Hmmm ... I don't see any mention of the free shipping offer on the Rockler website. Maybe it's a "stealth" offer? If anyone is interested in more details, I can look at the letter again tonight.
 

Tom Williams

Member
Messages
57
Location
Grove City, Ohio
For heavy use bits I buy Whiteside, Eagle America and Freud. For the "cheap" or one project bits I buy PriceCutter, Woodcraft and Rockler bits. Some the bits at the box stores are OK but it seems they are priced closer to the premium bits without the same quality.
 

jim capozzi

Member
Messages
280
Location
oswego county , upstate n.y.
hi doug

i use a few diffrent brands right now and i like them all so far. i am not an all day everyday user, so my original set is still going strong. they are hickory brand from the borg. i have a few rockler bits that have been fine also. just recently i scored the deal of the century on 33 amana bits (about $3.00 each) so this is what it looks like now...
 

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Mike Pung

Member
Messages
20
Location
Midwest City OK
Sharpening bits

I use a lot of plunge bits from Magnate http://www.magnate.net/ These types of bits are easy to re-sharpen yourself. If there is a bearing on the bit it can be removed and sharpened as well using the duo fold diamond wet stone http://legacywoodworking.com/products.cfm?product=22 I touch up all the bits I am useing to eliminate burning and reduce sanding. If you are willing to sharpen them yourself, the cheaper ones will work longer for you.

Mike
 

Frank Pellow

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Messages
2,332
Location
Toronto, Ontario, CANADA
After experimenting with about 5 different brands, I settled upon the bits from Lee Valley and they now make up about 95% of the bits that I own. I can certainlt recommend them.

Also, I see that they are the third highest rated brand in the test refered to by Jim Bergstrom in post #4 in this thread. I have not tried the brands rated 1 and 2.
 
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tod evans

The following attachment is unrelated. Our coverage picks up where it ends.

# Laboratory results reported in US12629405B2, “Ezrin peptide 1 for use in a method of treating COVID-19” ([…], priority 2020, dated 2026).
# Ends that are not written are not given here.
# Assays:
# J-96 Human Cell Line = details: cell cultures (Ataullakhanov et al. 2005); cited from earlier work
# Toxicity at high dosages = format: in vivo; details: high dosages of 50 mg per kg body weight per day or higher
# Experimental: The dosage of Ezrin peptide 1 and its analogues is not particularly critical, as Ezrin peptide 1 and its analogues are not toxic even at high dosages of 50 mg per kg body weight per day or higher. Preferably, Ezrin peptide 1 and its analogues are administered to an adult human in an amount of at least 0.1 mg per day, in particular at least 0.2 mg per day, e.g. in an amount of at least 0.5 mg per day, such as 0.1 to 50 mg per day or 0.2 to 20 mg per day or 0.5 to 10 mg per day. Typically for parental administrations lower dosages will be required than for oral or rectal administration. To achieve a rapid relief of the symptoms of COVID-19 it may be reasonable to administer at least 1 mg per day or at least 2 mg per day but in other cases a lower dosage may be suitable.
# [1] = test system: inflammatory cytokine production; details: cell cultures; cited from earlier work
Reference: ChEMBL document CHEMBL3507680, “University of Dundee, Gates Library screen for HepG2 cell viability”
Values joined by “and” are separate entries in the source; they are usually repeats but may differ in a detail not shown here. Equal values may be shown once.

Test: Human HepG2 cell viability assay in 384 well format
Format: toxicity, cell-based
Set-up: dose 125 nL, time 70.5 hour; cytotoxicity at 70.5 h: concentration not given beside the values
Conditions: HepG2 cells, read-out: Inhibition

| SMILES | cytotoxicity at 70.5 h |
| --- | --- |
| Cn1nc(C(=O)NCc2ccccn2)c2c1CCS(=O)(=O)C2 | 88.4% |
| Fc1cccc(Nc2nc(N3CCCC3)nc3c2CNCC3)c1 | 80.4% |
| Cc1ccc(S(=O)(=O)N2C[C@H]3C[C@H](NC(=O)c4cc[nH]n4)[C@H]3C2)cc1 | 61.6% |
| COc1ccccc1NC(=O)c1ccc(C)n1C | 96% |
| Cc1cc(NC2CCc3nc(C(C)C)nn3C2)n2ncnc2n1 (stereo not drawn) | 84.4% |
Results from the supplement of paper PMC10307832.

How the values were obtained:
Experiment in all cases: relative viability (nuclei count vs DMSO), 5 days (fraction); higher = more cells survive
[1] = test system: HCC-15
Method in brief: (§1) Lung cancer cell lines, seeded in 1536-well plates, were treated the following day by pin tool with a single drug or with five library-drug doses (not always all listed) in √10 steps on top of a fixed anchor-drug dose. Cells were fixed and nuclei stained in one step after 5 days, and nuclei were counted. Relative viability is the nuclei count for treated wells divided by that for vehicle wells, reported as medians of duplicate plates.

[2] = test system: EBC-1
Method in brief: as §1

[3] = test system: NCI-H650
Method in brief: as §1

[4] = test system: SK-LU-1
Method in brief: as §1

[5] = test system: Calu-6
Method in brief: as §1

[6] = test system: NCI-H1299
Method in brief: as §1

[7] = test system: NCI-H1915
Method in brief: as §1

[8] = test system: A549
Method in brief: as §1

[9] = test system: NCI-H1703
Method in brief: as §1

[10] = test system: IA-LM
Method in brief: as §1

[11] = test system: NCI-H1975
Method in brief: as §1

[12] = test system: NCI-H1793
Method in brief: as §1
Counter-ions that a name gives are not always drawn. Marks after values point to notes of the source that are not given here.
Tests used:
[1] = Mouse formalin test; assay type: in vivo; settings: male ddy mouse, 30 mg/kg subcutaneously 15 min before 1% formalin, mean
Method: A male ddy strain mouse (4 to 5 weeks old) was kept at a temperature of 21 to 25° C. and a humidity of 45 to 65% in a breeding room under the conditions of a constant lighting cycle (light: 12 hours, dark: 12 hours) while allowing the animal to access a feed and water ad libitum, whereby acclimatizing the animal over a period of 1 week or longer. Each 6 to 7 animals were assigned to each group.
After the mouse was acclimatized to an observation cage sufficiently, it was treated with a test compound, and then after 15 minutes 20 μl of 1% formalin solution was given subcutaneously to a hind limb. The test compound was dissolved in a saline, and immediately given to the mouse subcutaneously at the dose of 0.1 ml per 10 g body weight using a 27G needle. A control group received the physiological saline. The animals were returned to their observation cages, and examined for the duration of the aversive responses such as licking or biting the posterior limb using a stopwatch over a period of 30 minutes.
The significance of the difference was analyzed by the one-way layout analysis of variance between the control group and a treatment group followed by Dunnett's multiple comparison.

Member
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4,993
Location
ozarks
doug, here`s a coupla pics of one of the disposa-bits that i run, this one finally got a small chip in one flute after cutting 20-25 radiuses. the cuts where made in a single pass in 3/4" mdf....the bit still cuts fine.

MVC-621S.JPG

MVC-622S.JPG

MVC-623S.JPG
 

Frank Fusco

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Messages
12,221
Location
Mountain Home, Arkansas
Most of my bits came from the close-out/scratch and dent room of....here I go again....Grizzly. ;) It was a discounted, already inexpensive, set that came to about $1.00 each. After buying them, I read one of those reports and learned mine should tear rough edges. Well, they did a little. But now, before using one for the first time, I smooth the flat to the cutting edge first with a diamond stone. They cut just fine and smooth. For specialty bits, I have had good luck with MLCS. They now carry some four-wing bits that are really nice and catch-free (that doesn't mean you can get careless).
 
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34
They now carry some four-wing bits that are really nice and catch-free (that doesn't mean you can get careless).
More cutting wings is not necessarily a benefit (in the same way that more teeth on a saw blade is not always better). The key to cutter design and selection is chip load, or how thick is the chip that is produced. If the chip is too thick the cut will be rough and if it is too thin burning and shorter cutter life result. If you double the number of cutting wings you effectively would have to double the feed rate or reduce the rotational speed by half to maintain the same chip load. So, unless you are power feeding, the extra wings are not effective. Also, it is more difficult to grind all of the wings precisely. Add in some runout and you end up with only one wing doing most of the work anyway. This design achieves a smoother cut without affecting the chip load because the two smaller wings cut a different part of the profile from the larger wings:

Quadra-Cut Bits:
 

tod evans

Member
Messages
4,993
Location
ozarks
charles,
chip load is a science unto itself and it`s really the one relevent factor that affects all cutters whether it`s a routerbit, shaper cutter or drill bit....
how about expanding on the subject?
thanks! tod